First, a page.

In May 2011, Hoy prepared and signed a sworn affidavit for a search warrant before Yamhill County Circuit Court Judge Ronald Stone. Hoy Depo., ECF No. 45-1, at 56; Schmidt Decl. Ex. 9, ECF No. 45-3, at 45. The affidavit stated, in relevant part, that Hoy "received a call from a reliable confidential informant stating he knew [the suspect] to be hiding at the Park Apartments #19 in the city of McMinnville within Yamhill County." Schmidt Decl. Ex. 9, ECF No. 45-3, at 46. Judge Stone issued the warrant, which Hoy used to arrest the suspect and others. Id. at 49-51.

Shortly after the arrests, concern circulated within YCSO about Hoy's affidavit-that Hoy's "confidential reliable informant" was merely an anonymous source who had previously provided Hoy reliable information, but was not approved under YCSO's policy for using confidential informants. Crabtree Depo., ECF No. 45-1, at 10. YCSO opened an internal investigation into whether Hoy made a false statement in the affidavit and misled Judge Stone as to the reliability of his information. Geist Depo., ECF No. 45-1, at 28.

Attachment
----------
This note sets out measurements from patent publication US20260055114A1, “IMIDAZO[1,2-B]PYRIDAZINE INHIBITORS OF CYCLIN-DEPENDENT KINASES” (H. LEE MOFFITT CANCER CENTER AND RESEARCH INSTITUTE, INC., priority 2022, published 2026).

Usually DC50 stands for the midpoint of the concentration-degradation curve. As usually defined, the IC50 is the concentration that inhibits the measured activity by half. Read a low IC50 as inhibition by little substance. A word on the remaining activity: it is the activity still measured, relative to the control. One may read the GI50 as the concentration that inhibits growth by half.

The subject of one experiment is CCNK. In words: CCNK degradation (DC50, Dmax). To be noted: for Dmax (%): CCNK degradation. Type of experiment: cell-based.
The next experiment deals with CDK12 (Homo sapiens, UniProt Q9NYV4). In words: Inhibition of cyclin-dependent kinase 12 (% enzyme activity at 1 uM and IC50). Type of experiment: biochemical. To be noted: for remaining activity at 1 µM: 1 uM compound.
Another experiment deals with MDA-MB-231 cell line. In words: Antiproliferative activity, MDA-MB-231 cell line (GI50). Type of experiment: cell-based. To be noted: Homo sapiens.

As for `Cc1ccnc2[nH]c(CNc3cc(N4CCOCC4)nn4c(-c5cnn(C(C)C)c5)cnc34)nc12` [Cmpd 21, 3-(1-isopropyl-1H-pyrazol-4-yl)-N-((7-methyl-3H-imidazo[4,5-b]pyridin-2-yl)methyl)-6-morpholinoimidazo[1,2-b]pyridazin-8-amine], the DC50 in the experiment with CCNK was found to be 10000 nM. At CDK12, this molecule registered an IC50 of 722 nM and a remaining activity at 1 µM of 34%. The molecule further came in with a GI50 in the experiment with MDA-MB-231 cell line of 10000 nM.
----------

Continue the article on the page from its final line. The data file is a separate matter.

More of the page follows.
As part of that investigation, Sergeants Warden and Russ Vandewettering conducted an interview of Hoy on June 1, 2011, with Detective Rich Geist present as union steward to provide Hoy advice and counsel. Hoy Depo., ECF No. 45-1, at 60; Warden Depo., ECF No. 45-2, at 41. At the beginning of the interview, Hoy was read his Miranda rights and given a Garrity warning. Id. Following the interview, the sergeants met with Capt. Summers, and conveyed their belief the investigation would reveal Hoy made a false statement in the affidavit. Summers Depo., ECF No. 45-2, at 25-26.